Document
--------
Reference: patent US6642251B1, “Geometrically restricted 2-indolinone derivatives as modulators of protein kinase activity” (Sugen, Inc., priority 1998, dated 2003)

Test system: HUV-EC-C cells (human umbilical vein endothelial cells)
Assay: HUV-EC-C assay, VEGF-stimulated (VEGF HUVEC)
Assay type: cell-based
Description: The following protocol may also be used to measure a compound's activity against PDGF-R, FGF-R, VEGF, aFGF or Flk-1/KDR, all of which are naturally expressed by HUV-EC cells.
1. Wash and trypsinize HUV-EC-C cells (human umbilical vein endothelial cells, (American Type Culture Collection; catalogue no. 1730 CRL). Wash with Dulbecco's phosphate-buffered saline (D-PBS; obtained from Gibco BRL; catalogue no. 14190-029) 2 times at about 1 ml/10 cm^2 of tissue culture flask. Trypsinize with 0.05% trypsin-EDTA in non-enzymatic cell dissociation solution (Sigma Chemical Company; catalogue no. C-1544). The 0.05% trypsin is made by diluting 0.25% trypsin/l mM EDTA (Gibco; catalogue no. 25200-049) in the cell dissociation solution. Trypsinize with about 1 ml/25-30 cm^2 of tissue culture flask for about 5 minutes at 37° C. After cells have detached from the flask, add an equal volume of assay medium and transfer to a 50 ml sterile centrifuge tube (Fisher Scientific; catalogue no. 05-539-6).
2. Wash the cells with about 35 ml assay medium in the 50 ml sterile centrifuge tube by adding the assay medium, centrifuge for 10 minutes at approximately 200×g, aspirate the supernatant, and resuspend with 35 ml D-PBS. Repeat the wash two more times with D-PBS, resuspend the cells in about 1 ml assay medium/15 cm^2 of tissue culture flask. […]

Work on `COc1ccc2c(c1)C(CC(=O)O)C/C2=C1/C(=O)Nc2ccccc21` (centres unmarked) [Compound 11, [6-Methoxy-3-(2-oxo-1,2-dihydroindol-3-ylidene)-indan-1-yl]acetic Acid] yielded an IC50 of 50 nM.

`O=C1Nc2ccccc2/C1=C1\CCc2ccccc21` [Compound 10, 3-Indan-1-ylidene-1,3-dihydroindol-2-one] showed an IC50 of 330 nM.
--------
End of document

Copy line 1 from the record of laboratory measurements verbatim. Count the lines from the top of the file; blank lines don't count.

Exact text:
Reference: patent US6642251B1, “Geometrically restricted 2-indolinone derivatives as modulators of protein kinase activity” (Sugen, Inc., priority 1998, dated 2003)